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Hullock
Hulls
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'The History of Lithography,' written by Thomas Crofton Croker [q.v.], a partner of Engelmann, Coindet, &Co. He promptly replied in a pamphlet, in which he again asserted the originality of his process, and claimed to have contributed to the introduction of lithography into England, though backed by the exertions of Ward, Lane, and Harding. Among the many other artists who availed themselves of his processes for the reproduction of their drawings were Stanfield, David Roberts, Haghe, Nash, and Cattermole. With the last he was allied in the perfection of his invention of lithotint—the application of liquid ink to the stone with the brush. Among other improvements he made in the art of lithography were a graduated tint, the introduction of white in the high lights, and the use of the stump on the stone. He was employed on the illustrations for T. S. Boys's 'Picturesque Architecture in Paris,' Kent's 'Britannia Delineata,' and Pinelli's 'Roman Costumes.' He died in Great Marlborough Street, London, on 15 Nov. 1850.

[Redgrave's Dict. 1878; Bryan's Dict. (Graves); works mentioned in the text.]

C. M.

HULLOCK, Sir JOHN (1767–1829), baron of the exchequer, son of Timothy Hullock, a master weaver and proprietor of a timber-yard at Barnard Castle, Durham, was born on 3 April 1767. In early life he is said to have been articled to an attorney at Stokesley in the North Riding. Subsequently, on the advice of `Jack' Lee, the well-known barrister, who was a friend of his uncle, he determined to seek his fortune at the bar, and, having been admitted a student of Gray's Inn in May 1788, became a pupil of George Sowley Holroyd, afterwards a justice of the king's bench. In 1792 Hullock published 'The Law of Costs' (London, 8vo, 2 vols.), a second edition of which, with considerable additions, appeared in 1810 (London, 8vo, 2 vols.) On being called to the bar in May 1794, Hullock joined the northern circuit, and by slow degrees gradually acquired a considerable practice. He was made a serjeant-at-law on 18 June 1816. With Scarlett, Cross, and Littledale he conducted the prosecution on behalf of the crown against Henry Hunt and his associates at Manchester in March 1820, and in July of the same year took part in the proceedings against Andrew Hardie at Stirling, in spite of Jeffrey's objection that he was not qualified to appear (Reports of State Trials, 1888, new ser. i. 649-67). On the resignation of Sir George Wood, Hullock was appointed a baron of the exchequer, took his seat on the bench for the first time on 16 April 1823 (Price, Reports, xii. 1), and was knighted on the 21st of the same month (London Gazettes, 1823, i. 651). After holding the office of judge for little more than six years he was seized with a sudden illness while on circuit, and, dying at Abingdon on 31 July 1829, aged 65, was buried in the family vault at Barnard Castle. His widow survived him many years, and died on 18 Nov. 1852.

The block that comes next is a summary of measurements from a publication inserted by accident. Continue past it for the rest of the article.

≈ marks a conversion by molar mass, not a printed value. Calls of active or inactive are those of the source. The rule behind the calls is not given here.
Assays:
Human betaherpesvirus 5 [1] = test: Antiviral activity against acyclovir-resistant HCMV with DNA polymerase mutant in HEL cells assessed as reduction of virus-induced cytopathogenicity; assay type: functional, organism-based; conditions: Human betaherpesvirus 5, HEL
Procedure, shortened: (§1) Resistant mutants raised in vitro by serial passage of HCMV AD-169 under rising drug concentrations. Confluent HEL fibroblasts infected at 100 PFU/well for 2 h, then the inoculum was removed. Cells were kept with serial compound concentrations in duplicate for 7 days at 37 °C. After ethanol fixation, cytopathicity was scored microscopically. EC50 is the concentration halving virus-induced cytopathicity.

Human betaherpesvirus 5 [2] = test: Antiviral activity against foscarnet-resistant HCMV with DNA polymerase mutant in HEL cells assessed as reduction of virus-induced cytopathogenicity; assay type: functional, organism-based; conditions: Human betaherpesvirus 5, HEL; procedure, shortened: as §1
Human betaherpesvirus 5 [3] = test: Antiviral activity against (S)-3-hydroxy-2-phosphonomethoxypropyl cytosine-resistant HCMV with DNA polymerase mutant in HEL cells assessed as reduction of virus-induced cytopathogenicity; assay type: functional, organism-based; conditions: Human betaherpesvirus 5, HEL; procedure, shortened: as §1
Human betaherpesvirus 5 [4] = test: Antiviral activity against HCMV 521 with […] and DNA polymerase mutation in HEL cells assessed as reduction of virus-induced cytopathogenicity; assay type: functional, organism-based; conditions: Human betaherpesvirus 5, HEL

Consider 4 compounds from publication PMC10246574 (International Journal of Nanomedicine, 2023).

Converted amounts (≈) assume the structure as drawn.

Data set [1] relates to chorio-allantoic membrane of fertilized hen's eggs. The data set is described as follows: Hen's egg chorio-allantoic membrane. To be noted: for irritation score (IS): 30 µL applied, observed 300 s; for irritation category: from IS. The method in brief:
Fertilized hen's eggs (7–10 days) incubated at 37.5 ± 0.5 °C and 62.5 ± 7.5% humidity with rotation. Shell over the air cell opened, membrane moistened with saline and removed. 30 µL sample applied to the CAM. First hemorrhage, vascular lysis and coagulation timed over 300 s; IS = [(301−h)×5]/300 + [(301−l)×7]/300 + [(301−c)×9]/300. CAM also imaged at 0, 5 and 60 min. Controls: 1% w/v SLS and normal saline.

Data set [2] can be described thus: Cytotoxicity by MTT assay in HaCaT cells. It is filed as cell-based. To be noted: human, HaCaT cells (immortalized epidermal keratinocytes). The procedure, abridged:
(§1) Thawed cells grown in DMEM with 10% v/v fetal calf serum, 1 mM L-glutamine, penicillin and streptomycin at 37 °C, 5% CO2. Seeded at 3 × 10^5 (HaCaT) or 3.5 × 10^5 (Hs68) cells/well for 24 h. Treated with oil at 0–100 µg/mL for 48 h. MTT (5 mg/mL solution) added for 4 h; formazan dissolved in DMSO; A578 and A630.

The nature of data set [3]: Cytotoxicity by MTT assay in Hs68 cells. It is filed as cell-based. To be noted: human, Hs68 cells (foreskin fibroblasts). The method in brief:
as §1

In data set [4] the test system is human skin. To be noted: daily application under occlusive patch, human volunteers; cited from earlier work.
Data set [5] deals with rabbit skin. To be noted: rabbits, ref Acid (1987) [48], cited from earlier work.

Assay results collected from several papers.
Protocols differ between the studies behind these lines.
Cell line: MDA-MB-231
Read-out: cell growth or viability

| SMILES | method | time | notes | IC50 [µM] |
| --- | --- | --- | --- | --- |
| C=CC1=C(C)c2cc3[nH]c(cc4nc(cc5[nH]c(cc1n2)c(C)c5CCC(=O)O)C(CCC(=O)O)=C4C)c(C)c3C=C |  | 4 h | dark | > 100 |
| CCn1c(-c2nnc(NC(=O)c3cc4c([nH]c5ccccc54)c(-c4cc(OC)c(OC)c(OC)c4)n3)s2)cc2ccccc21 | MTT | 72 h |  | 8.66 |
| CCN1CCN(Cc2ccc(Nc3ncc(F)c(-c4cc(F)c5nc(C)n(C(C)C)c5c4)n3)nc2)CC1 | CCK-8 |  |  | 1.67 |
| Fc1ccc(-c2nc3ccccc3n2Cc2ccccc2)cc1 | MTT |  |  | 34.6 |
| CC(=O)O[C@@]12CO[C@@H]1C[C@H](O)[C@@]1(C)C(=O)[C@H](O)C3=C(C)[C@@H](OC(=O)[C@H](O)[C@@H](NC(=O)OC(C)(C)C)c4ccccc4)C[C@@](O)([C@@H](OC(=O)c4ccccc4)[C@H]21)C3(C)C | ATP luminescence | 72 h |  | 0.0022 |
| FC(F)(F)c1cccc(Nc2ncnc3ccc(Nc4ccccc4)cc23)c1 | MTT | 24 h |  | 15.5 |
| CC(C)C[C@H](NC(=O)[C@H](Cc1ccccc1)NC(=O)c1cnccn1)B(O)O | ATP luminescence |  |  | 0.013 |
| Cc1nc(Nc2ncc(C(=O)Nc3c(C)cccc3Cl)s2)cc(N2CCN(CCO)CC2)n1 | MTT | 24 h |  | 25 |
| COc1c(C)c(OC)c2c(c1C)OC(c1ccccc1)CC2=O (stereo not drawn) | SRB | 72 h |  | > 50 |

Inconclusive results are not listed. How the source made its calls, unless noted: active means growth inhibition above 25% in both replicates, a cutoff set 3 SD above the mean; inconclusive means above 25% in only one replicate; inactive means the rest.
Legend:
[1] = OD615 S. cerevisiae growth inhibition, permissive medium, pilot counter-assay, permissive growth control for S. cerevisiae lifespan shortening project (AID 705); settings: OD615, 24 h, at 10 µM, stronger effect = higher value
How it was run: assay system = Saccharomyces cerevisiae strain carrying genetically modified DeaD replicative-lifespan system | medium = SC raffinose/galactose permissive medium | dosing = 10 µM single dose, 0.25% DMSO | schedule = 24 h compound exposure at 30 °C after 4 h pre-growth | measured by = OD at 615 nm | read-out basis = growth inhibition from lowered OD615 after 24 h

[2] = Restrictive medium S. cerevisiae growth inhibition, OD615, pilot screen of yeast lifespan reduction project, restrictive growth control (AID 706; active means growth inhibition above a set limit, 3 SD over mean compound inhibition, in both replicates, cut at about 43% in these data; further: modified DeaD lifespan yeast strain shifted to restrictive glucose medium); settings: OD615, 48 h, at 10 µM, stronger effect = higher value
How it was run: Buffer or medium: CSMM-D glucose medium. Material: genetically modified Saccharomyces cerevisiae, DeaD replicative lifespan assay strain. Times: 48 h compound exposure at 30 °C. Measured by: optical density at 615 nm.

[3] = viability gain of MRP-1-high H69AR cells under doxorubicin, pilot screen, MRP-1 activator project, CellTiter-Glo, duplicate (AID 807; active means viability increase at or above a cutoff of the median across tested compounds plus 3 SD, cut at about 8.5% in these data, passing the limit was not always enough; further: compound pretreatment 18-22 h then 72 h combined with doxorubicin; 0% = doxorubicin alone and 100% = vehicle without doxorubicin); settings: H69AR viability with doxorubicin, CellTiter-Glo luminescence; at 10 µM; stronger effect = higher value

Hullock was a sound and industrious lawyer, and a humane and charitable man. There is a curious anecdote of his conduct at the bar. In a cause which he led he was particularly instructed not to produce a certain deed unless it should be absolutely necessary. This injunction he disregarded, and produced the deed, which proved to have been forged by his client's attorney, seated behind him at the time. The judge, Sir John Bayley [q.v.], ordered the deed to be impounded that it might be made the subject of a prosecution. Hullock requested leave to inspect it, and on its being handed to him immediately returned it to his bag. The judge remonstrated, but Hullock emphatically refused (as he said) to 'put the life of a fellow-creature in peril' by restoring the deed. Bayley declined taking decisive measures till he had consulted with the associate judge, and in his absence the deed was destroyed, and the attorney escaped (Law Mag. ii. 709). Hullock was recorder of Berwick for several years, but resigned that office upon becoming serjeant-at-law in 1816, when he was succeeded by Christopher Cookson. There is a portrait of Hullock in the hall of Gray's Inn (Douthwaite, 1886, p. 441).

[Law Mag. 1829, ii. 708-10; Ann. Reg. 1829, App. to Chron. p. 239; Gent. Mag. 1829 pt.ii.p. 275, 1853 pt. i. p.106; Ann. Biog. and Obit. 1830, xiv. 308-11; Foss's Judges of England, ix. 27-9; Mackenzie and Ross's View of the County Palatine of Durham, ii. 242-3; Notes and Queries, 7th ser. viii. 48, 197.]

G. F. R. B.

HULLS or HULL, JONATHAN (fl. 1737), inventor, was born at Campden, Gloucestershire, in 1699. He was the first who attempted practically to employ steam in propelling a vessel in water. His experiments were made on the Avon at Evesham in 1737, the main idea being to have a Newcomen engine—the only sort then known—on a tow-boat in front of the vessel which it was intended to propel, and connected with it by a tow-rope. Six paddles in the stern of the tow-boat were fastened to a cross axis connected by ropes to another axis which was turned by the engine. Hulls undoubtedly showed how to convert the rectilineal motion of a piston-rod into a rotatory motion, which